An English court has cleared the way to consider whether it will allow the families of some of those killed in the Sept. 11, 2001 attacks on the U.S. to make a claim on Iranian assets in Britain.
The relatives want the English High Court to enforce a 2012 decision by a U.S. court which found there was evidence to show that Iran provided “material support and resources to al Qaeda for acts of terrorism”.
The militant group carried out the attacks.
The New York court awarded the plaintiffs damages of over seven billion dollars.
Iran denies any links to Al Qaeda or any involvement in the 9/11 attacks.
If the English court agrees to enforce the ruling, it could clear the way for assets in England and Wales to be frozen or seized.
Iranian assets in England include a central London building and funds held by two subsidiaries of state-owned banks.
This could add to Tehran’s troubles as it tries to stave off a financial crisis.
The June 8 ruling by a judge after a hearing in the English High Court removed an obstacle that was holding up the process.
The law requires the UK’s Foreign Office (FCO) to formally serve the legal papers to Iran’s Ministry of Foreign Affairs (MFA) before the enforcement proceedings can begin.
A British official said it was routinely difficult to deliver papers to the MFA, according to FCO correspondence seen by Reuters.
An FCO official declined to comment.
The judge ruled it was sufficient to try to notify them through other communication such as email or post.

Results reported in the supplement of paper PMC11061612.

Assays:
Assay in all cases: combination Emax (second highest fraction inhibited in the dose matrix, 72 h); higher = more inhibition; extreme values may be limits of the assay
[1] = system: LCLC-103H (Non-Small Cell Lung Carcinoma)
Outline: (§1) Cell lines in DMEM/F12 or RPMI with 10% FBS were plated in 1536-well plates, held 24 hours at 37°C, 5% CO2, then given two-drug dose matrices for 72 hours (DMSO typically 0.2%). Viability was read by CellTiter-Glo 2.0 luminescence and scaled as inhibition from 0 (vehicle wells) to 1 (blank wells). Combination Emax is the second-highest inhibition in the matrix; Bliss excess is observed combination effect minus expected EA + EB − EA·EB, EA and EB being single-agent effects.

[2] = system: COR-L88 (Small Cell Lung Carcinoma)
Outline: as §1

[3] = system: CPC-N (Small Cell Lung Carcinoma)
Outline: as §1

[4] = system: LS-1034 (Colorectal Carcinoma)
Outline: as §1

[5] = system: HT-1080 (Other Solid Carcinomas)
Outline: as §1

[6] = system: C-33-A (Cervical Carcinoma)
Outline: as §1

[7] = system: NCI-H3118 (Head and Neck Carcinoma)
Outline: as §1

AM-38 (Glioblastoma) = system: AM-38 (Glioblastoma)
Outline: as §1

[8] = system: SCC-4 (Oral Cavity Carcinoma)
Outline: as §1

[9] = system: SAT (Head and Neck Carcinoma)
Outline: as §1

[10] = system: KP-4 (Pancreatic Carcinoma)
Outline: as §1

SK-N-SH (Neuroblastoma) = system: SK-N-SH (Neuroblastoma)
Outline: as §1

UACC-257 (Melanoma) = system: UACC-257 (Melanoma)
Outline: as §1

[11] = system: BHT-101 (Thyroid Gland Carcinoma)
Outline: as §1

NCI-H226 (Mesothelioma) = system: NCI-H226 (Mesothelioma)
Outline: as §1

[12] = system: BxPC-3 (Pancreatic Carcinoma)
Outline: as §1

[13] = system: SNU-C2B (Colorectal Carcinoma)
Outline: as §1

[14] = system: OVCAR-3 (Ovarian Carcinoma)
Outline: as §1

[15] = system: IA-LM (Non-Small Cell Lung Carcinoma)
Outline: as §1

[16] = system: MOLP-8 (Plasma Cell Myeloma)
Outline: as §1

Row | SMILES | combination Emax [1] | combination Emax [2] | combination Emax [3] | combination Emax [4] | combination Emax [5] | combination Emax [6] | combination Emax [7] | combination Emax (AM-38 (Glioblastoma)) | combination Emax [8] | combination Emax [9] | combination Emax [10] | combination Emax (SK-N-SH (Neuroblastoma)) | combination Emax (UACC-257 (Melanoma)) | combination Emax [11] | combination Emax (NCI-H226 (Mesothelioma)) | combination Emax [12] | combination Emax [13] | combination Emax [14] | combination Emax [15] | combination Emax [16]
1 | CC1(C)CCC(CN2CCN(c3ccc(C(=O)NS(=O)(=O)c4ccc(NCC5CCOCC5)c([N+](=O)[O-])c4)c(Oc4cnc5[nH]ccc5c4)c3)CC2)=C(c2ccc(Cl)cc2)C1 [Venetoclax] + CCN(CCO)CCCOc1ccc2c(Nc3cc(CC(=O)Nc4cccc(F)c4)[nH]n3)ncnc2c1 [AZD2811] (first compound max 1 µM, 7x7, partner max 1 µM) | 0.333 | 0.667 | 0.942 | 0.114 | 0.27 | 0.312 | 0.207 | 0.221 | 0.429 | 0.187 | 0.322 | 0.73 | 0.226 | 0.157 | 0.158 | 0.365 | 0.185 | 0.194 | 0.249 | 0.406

That decision has unblocked the process.
The plaintiffs will now ask a judge at the High Court in the next few months to consider whether the New York ruling can be entered as a judgment in English law, said their lawyer Natasha Harrison, a partner at the London office of Boies Schiller Flexner.
She said the judgment could then be enforced.
This would mean assets could be frozen or seized.
An Iranian official said: “Iran will take all the necessary measures to stop it.”
An Iranian foreign ministry official said the June ruling was “fabricated” and “politically motivated”.
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“Such allegations against Iran are aimed at diverting attentions from regional countries that were involved
in the 9/11 attacks,” that official said.
“We are a victim of terrorism and have always fought against terrorism.”
The plaintiffs began trying to enforce the New York judgment in England in 2015.
They have already got court support in Luxembourg where 1.6 billion dollars of Iranian assets are frozen.
Iran has also contested those claims.
Lee Wolosky, another partner with law firm Boies Schiller Flexner , said that the plaintiffs intend to pursue Iranian assets “wherever in the world they may be found in order to enforce these judgments”.
“And we expect foreign courts to permit enforcement of valid, final U.S. judgments if they wish reciprocal treatment in U.S. courts,” he said.
The plaintiffs’ legal team declined to comment on what Iranian assets in Britain they would target.